From set to score, to gifted singing by the cast members, this version is a terrific one. Just like the characters share love for each other, you will fall in love with Carousel. For more information, please check out this website:

There are other things I want to discuss about Carousel that I have not in this review, so that might be another blog post.

Wednesday, November 14, 2012

Look at What I Just Received in the Mail! :D

I'm so happy and excited because I just received this in the mail today in very nice packaging after much anticipation:

If you remember from this blog post, Attempts on her Life by Martin Crimp has been one of my favorite plays on campus. To me it is difficult to find a copy of the script and I thought I wouldn't be able to read it because it is one of those rare gems, but then I found a great deal on! I am so proud of myself. I ordered it before Hurricane Sandy hit, so I think that's why it took longer for me to receive it, other than the fact that I set it for the longer shipping time, but it was well worth the wait! I consider this a birthday/Christmas gift to myself. :)

Here I thought the closest thing I would get is reading it at a library or borrowing a copy from someone. Now I have my very own copy!

For those of you who are curious about how the actual text is written (I know I was!), here's an example:

This is the first page of my favorite scene "Untitled (100 Words)". It is so amazing what people can produce with such a simply written script.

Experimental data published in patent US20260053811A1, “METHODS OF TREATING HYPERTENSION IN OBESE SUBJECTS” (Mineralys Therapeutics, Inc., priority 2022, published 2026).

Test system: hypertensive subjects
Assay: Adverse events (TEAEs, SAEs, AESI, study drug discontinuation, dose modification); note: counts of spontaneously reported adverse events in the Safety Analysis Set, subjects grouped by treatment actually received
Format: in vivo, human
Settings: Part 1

Here's something interesting. When I saw this scene, "Jungfrau (Word Association)", in the book, I didn't recognize it and figured that they just cut it out and thought maybe I was forgetting something but then I realized that it was replaced with the "Communicating with Aliens" scene that I saw and that the "Communication with Aliens" scene is missing from the book I have. I wonder why. Is there another version out there with the "Communicating with Aliens" scene in it or is this supposed to be the same thing? I wonder what the deal is with this. I wasn't aware that there were other different scenes. I was thinking maybe word differences but not necessarily scene differences. I'm interested in learning about the history of this play now. Why the scene change?

Well this kind of disappoints me though. I want the same version my school used. I think there might be other versions of this play and hoped that I was ordering the right one. I did see another book of it on the Barnes and Noble website, which could be the more updated one.

I just checked now as well. There are other copies of the seemingly newer version on and other sites (I saw a version with "Communicating with Aliens" in the Table of Contents on a Tumblr site actually). Looks like there are other versions I should maybe try to obtain. ;) I have to check who is in stock and which versions are which. It would be good to have the version I just received as well as the other one.

Then again, maybe the "Communicating with Aliens" scene is not that much of a loss to me and maybe it's a good thing to have a different version. It feels more intricate to have the original (if that is indeed what I have).

Everything else in the book looks pretty familiar and it brings back memories. I can't wait to read it some more and am glad to add it to my collection! :D

Well, I'm off to reading (and perhaps purchasing)!